1 p. [Series 147-1A: 70]
May 5, 1861
Salmon P. Chase, Washington. To Governor William Dennison. Letter stating that Ohio had done "nobly" and must have the arms needed for her "gallant" men, that he would make every effort to get Ohio the needed arms, that he confessed a special depth of attachment for the state and the people to whom he owed so much, that he had called upon General Winfield Scott who was much gratified by the spirit in Ohio, that he tried to persuade Scott of the wisdom in taking possession of Alexandria and then advancing a force strong enough to hold Manassas Gap Junction in order to command the main railroad communications in Virginia, that Scott thought it unwise to take such action at present, that Scott intended to fortify Arlington Heights, send a large force into Fortress Monroe and probably retake Harpers Ferry, that he feared Scott underestimated the value of an interior movement like that proposed to capture and hold Manassas Gap Junction, that he believed the success of such a movement would result in an anti-secession majority when Virginia's popular referendum on secession was held on May 23, 1861, that Maryland was becoming loyal, that efforts were underway to secure the Baltimore and Ohio Railroad, that Colonel James W. Ripley (Chief of the Ordnance Bureau) had told him it was impossible to provide arms beyond Ohio's quota, that there were not even half enough arms in the country to supply the troops willing to use them, that he hoped for the complete success of Abraham Lincoln's proclamation calling for 42,034 volunteers to serve for three years unless sooner discharged and eight regiments of infantry and one each of cavalry and artillery for the regular army, and that he was sure Ohio would furnish her full quota.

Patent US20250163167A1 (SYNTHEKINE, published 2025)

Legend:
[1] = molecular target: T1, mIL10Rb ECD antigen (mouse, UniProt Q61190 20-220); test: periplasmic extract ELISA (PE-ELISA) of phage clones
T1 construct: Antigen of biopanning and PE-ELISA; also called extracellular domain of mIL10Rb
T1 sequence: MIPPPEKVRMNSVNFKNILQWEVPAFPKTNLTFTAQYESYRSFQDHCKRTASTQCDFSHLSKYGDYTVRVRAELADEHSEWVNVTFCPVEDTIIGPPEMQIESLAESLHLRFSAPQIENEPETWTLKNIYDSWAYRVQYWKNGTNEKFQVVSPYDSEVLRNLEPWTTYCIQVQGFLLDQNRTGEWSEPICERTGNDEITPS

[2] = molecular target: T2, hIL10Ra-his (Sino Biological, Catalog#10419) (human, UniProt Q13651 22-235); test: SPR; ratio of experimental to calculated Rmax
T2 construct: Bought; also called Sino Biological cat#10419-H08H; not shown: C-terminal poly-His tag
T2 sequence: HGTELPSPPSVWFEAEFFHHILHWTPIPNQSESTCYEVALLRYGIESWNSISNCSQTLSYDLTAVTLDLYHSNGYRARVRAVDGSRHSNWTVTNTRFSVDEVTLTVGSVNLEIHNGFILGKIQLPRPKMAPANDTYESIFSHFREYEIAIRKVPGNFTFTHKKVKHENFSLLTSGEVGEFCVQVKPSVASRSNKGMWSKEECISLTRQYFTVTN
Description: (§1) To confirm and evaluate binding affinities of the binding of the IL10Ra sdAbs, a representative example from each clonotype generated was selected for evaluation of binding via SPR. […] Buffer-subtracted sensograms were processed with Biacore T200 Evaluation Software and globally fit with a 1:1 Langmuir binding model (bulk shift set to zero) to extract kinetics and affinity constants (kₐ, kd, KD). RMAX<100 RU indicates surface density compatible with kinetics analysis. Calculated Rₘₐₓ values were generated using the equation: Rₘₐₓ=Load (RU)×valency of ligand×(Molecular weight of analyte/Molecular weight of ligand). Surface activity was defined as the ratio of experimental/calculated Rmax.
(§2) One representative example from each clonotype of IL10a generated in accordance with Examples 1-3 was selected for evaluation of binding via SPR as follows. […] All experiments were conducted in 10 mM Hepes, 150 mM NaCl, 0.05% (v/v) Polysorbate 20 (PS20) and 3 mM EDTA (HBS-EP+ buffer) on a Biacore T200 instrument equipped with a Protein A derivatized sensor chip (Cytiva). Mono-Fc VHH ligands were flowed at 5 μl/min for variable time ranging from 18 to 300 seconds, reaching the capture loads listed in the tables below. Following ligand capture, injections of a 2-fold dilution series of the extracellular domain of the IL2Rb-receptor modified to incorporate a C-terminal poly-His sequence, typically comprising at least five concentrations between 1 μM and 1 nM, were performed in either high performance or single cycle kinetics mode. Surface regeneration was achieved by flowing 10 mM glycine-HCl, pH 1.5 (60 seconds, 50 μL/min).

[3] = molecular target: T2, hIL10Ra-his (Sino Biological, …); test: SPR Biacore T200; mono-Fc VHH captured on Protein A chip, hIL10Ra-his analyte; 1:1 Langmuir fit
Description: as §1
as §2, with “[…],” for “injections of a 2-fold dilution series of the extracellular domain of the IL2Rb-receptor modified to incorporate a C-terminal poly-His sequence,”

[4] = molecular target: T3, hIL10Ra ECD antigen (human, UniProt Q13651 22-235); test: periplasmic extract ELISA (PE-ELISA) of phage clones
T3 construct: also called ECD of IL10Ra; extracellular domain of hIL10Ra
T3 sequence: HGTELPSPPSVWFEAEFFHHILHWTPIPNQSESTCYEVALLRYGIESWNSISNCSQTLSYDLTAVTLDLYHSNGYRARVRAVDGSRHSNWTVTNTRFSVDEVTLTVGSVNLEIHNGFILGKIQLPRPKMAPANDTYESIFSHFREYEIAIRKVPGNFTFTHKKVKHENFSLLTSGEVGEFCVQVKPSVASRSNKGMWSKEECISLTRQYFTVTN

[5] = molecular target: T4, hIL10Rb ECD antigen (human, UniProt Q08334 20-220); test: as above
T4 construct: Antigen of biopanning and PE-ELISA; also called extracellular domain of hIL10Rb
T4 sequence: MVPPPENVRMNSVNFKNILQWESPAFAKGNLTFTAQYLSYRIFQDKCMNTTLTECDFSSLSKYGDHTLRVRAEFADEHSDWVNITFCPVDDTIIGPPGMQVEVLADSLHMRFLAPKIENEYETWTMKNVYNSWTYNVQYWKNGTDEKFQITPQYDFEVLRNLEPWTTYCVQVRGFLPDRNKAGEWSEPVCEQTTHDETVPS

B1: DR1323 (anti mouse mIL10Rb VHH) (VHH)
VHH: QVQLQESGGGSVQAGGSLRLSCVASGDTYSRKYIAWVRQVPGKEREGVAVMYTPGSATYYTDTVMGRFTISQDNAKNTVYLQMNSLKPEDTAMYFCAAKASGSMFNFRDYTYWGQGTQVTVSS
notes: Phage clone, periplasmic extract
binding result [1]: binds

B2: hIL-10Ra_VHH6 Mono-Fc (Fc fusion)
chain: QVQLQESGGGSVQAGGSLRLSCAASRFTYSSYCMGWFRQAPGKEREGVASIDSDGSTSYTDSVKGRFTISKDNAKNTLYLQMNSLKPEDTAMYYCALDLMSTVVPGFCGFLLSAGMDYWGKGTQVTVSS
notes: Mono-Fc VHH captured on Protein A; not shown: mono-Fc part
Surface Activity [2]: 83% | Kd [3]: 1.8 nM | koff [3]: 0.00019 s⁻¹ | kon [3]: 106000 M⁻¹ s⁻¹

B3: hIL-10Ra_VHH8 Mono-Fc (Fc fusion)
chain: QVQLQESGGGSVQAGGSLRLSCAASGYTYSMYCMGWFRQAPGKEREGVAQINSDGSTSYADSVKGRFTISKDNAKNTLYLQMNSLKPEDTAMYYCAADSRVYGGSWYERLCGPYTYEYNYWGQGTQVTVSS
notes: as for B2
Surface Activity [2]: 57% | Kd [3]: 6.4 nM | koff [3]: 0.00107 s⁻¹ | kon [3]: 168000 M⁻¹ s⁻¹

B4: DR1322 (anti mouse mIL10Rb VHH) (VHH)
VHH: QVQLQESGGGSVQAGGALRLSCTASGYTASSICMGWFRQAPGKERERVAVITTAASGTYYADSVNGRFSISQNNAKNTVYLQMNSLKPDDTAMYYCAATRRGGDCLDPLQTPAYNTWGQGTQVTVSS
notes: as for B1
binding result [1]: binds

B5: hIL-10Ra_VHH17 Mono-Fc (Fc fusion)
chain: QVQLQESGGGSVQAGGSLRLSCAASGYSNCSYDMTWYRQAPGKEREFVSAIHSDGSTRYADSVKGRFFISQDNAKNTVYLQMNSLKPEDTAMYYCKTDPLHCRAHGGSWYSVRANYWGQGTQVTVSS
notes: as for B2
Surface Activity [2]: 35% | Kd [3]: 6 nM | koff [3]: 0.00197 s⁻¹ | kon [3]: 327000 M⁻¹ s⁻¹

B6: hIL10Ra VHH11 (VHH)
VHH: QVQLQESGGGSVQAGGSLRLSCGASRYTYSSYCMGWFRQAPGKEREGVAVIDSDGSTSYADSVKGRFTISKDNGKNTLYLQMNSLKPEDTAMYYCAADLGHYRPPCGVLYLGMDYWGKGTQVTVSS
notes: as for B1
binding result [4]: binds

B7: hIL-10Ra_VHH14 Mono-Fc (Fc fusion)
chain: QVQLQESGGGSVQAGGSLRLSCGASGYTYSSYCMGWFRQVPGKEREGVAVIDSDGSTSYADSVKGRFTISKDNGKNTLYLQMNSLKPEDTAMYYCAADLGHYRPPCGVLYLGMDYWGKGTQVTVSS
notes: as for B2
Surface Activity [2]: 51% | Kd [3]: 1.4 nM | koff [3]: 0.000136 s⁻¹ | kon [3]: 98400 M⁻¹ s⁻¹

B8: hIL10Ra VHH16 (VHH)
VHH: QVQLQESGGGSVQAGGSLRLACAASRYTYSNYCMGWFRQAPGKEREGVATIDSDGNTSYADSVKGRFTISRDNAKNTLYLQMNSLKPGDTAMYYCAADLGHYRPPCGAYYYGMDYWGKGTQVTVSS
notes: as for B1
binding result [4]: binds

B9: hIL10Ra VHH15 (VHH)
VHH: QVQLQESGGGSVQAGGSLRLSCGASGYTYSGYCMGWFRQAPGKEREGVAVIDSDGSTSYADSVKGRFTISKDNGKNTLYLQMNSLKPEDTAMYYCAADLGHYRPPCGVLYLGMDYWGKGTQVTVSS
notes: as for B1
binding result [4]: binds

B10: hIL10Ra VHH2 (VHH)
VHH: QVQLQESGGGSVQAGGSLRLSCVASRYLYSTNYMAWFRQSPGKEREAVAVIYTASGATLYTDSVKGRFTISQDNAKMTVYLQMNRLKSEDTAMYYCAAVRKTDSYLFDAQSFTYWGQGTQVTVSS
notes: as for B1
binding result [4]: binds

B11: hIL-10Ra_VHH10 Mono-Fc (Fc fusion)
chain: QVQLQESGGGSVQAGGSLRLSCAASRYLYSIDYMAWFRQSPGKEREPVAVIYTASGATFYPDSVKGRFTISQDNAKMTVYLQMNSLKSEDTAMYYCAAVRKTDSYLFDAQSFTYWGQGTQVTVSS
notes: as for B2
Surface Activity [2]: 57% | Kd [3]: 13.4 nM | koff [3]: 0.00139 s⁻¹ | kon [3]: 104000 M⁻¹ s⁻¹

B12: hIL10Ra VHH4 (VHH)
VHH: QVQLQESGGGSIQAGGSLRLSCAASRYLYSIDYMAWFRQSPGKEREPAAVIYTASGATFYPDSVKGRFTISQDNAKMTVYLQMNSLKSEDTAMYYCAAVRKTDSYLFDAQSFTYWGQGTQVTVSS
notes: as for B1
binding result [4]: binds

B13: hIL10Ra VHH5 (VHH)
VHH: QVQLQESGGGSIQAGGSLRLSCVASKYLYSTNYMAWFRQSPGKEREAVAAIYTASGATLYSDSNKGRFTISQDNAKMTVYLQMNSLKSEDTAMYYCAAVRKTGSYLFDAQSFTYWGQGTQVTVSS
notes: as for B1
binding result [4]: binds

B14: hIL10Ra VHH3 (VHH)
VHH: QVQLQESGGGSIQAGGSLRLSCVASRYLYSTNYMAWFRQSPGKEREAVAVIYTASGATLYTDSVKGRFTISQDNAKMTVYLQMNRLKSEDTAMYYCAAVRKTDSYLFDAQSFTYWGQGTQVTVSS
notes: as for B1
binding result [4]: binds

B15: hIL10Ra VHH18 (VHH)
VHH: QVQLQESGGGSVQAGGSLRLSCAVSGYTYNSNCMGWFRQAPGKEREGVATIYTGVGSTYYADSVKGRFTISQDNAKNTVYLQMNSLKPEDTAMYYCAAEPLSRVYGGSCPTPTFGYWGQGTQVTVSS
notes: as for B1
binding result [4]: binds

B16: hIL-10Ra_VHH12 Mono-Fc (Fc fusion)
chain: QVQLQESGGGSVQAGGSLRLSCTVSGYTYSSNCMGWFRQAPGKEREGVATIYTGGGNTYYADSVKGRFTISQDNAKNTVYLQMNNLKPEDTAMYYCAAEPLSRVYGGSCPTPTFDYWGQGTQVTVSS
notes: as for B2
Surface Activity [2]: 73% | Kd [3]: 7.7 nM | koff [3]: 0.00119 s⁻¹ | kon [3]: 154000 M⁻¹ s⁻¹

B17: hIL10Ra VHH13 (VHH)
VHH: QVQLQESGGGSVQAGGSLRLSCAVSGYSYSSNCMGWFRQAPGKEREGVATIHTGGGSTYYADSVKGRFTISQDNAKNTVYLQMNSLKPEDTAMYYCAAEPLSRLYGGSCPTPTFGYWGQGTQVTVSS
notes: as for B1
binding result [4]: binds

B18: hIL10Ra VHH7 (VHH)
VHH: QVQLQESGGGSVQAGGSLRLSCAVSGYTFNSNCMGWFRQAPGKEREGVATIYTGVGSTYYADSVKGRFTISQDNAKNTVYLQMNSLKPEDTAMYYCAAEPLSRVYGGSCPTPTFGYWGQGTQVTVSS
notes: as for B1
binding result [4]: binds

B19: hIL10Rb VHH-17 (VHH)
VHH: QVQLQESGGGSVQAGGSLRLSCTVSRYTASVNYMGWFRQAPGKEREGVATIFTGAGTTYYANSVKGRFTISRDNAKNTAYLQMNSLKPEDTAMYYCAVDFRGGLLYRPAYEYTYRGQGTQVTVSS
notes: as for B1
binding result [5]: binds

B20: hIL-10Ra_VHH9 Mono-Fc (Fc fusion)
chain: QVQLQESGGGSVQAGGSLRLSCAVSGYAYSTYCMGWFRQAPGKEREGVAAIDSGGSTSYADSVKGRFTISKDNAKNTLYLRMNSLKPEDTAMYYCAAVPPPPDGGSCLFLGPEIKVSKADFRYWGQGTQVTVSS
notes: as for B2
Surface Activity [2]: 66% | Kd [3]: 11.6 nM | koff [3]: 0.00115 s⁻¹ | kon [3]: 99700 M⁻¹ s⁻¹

4 pp.[Series 147-1A: 33]
May 5, 1861
James W. Ripley, Ordnance Office, Washington. To Salmon P. Chase, Rugby House. Letter regarding a telegram from Governor William Dennison requesting more arms for Ohio. Ripley states that the number of arms already ordered to be supplied to Ohio exceeded the number of troops called out from that state for United States service, that he had ordered arsenal commanders to supply arms, accoutrements and ammunition for the contingents of the several states on requisitions from the officers who had been designated by the War Department to muster them into service, and that there had to be systems and uniformity of action to prevent confusion and ensure to each state a proportionate supply to the troops it was called on to furnish.
2 pp.[Series 147-1A: 32]
May 9, 1861
Simon Cameron, Secretary of War, War Department, Washington. To Governor William Dennison, Columbus, Ohio. Letter acknowledging receipt of Dennison's letter of May 4, 1861, requesting 25,000 muskets, 1,200 rifled muskets, and 1,300 Harpers Ferry muskets. Cameron states that arms and accoutrements could be furnished only to troops mustered into the service of the United States, that at least 15,000 muskets had already been furnished to Ohio while the total quota thus far called out by Abraham Lincoln from Ohio did not exceed 10,000 men, that he was declining Dennison's requisition, that it was not possible to meet all of the demands for arms without very soon exhausting existing supplies and making disproportionate distribution to different parts of the country, that the federal government had no Harpers Ferry rifles on hand, and that the small supply of rifled muskets was reserved for troops mustered to serve for the duration of the war.
2 pp.[Series 147-1A: 35]
May 9, 1861